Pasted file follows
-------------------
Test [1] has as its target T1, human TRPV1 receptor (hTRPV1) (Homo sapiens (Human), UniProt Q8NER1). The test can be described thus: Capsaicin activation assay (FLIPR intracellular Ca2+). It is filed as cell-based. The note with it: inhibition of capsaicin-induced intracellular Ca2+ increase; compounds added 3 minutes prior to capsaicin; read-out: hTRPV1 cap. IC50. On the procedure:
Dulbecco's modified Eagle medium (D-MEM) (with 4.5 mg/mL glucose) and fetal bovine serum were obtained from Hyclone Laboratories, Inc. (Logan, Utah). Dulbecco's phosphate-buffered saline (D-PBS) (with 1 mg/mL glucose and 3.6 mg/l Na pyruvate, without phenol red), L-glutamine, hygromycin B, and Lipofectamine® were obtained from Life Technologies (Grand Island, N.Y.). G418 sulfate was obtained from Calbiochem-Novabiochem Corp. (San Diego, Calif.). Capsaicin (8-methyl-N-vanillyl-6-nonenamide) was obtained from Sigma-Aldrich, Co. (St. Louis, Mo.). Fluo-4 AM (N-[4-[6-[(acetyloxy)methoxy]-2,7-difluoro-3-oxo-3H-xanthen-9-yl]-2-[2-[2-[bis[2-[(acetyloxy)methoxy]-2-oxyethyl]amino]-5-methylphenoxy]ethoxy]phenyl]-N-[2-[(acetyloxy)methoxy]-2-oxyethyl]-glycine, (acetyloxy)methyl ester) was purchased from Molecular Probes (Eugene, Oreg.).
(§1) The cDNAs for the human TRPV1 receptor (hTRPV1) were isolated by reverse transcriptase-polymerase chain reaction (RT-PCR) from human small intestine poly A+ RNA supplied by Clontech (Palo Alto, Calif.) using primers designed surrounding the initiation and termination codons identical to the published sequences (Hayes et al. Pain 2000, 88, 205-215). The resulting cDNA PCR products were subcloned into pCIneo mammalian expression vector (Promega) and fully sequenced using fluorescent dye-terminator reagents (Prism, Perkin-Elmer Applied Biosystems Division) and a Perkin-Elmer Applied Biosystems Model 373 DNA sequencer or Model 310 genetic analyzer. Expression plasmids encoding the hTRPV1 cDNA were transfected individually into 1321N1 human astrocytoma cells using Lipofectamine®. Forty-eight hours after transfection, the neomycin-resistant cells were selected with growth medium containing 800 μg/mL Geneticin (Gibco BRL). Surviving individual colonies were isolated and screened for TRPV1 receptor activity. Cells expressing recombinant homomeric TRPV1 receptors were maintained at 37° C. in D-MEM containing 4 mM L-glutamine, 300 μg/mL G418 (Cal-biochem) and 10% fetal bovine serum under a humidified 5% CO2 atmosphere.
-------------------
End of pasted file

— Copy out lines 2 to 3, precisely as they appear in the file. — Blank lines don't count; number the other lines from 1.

Dulbecco's modified Eagle medium (D-MEM) (with 4.5 mg/mL glucose) and fetal bovine serum were obtained from Hyclone Laboratories, Inc. (Logan, Utah). Dulbecco's phosphate-buffered saline (D-PBS) (with 1 mg/mL glucose and 3.6 mg/l Na pyruvate, without phenol red), L-glutamine, hygromycin B, and Lipofectamine® were obtained from Life Technologies (Grand Island, N.Y.). G418 sulfate was obtained from Calbiochem-Novabiochem Corp. (San Diego, Calif.). Capsaicin (8-methyl-N-vanillyl-6-nonenamide) was obtained from Sigma-Aldrich, Co. (St. Louis, Mo.). Fluo-4 AM (N-[4-[6-[(acetyloxy)methoxy]-2,7-difluoro-3-oxo-3H-xanthen-9-yl]-2-[2-[2-[bis[2-[(acetyloxy)methoxy]-2-oxyethyl]amino]-5-methylphenoxy]ethoxy]phenyl]-N-[2-[(acetyloxy)methoxy]-2-oxyethyl]-glycine, (acetyloxy)methyl ester) was purchased from Molecular Probes (Eugene, Oreg.).
(§1) The cDNAs for the human TRPV1 receptor (hTRPV1) were isolated by reverse transcriptase-polymerase chain reaction (RT-PCR) from human small intestine poly A+ RNA supplied by Clontech (Palo Alto, Calif.) using primers designed surrounding the initiation and termination codons identical to the published sequences (Hayes et al. Pain 2000, 88, 205-215). The resulting cDNA PCR products were subcloned into pCIneo mammalian expression vector (Promega) and fully sequenced using fluorescent dye-terminator reagents (Prism, Perkin-Elmer Applied Biosystems Division) and a Perkin-Elmer Applied Biosystems Model 373 DNA sequencer or Model 310 genetic analyzer. Expression plasmids encoding the hTRPV1 cDNA were transfected individually into 1321N1 human astrocytoma cells using Lipofectamine®. Forty-eight hours after transfection, the neomycin-resistant cells were selected with growth medium containing 800 μg/mL Geneticin (Gibco BRL). Surviving individual colonies were isolated and screened for TRPV1 receptor activity. Cells expressing recombinant homomeric TRPV1 receptors were maintained at 37° C. in D-MEM containing 4 mM L-glutamine, 300 μg/mL G418 (Cal-biochem) and 10% fetal bovine serum under a humidified 5% CO2 atmosphere.